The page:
Denver Democrats Elect New School Board Members

Xóchitl Gaytán and Tay Anderson will lead a slate of Democrats who defeated veteran politicians to take back control of the Denver Public Schools board for the first time in decades. A big-name Democrat…

Denver Democrats Elect New School Board Members

Xóchitl Gaytán and Tay Anderson will lead a slate of Democrats who defeated veteran politicians to take back control of the Denver Public Schools board for the first time in decades. A big-name Democrat also campaigned for their victory.

“I think today we have a culture change,” said Ms. Gaytán, a 36-year-old former city councilor who made her bid in part to fill a seat vacated by an appointee. “Democrats fought and voted. And that’s what changed things.”

Tay Anderson, who advocates for increased funding for African-American schools, defeated Frank McNulty, a long-time conservative legislator, and Polly Baca, a former Democratic state senator, in an election that drew more than 65,000 voters. Four of the seven board members will serve four-year terms, and board member Susan Shepherd, a Republican, resigned Tuesday.

The district, one of the nation’s largest and known for a history of voting among a diverse population that produced two governors in Colorado, Democrats Michael Bennet and Bill Ritter, will see leadership change after a series of controversial decisions over the past four years. In 2009, former school board member John Mossman left his seat amid controversy when he said former President Barack Obama was Muslim.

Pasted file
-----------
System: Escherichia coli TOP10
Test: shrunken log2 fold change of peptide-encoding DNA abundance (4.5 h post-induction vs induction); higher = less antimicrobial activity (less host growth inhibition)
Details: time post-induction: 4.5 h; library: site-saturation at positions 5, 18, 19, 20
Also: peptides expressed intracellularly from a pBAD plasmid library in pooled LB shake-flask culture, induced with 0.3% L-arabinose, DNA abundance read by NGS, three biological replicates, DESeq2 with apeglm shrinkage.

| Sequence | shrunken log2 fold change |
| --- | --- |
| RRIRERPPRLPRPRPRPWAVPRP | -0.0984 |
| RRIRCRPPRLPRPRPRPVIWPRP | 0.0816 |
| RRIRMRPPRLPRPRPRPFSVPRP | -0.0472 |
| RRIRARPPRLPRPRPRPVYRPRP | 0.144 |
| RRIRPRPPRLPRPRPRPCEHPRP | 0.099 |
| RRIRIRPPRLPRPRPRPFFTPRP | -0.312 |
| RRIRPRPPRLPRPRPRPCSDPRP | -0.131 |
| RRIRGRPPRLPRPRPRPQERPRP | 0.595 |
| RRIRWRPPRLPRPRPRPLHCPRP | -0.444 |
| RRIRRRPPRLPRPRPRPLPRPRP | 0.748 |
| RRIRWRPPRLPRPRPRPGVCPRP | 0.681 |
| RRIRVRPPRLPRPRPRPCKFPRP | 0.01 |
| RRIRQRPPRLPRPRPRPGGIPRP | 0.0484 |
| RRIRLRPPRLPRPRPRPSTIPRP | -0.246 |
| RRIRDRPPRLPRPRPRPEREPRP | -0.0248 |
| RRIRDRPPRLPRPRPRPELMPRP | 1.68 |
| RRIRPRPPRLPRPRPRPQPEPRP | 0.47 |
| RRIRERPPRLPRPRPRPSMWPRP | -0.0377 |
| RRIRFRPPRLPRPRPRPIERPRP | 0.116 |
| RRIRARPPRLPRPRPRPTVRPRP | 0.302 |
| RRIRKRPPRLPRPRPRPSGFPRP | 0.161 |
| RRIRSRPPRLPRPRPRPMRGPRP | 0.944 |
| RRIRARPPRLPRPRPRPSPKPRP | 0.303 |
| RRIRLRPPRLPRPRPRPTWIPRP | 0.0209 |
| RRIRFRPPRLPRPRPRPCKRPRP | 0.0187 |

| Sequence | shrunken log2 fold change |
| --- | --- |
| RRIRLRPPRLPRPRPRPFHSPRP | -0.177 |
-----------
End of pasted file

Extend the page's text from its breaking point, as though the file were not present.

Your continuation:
In 2010, Republican Polly Baca was elected, joined the five-member board by future board members Benson Kee and Kevin Donahue. But they left last year after one year in office, in part because they said the district’s leadership too often promoted policies they opposed.

So too did Jim Geddes, who represented one of the districts, and later abandoned his attempt to become the board’s president. Mr. Geddes went on to form a teacher union and a private charter school with Mr. Geddes.

The Denver Post reported in March that the teachers union had opposed the 2009 appointment of Mr. McNulty, who had been appointed by Republicans at the state Capitol, and felt Mr. McNulty’s friend, outgoing Denver Mayor Michael Hancock, was interfering in the board’s business. Ms. Baca ran as the candidate backed by the teachers union and the Charter School Leadership Academy, a charter group.

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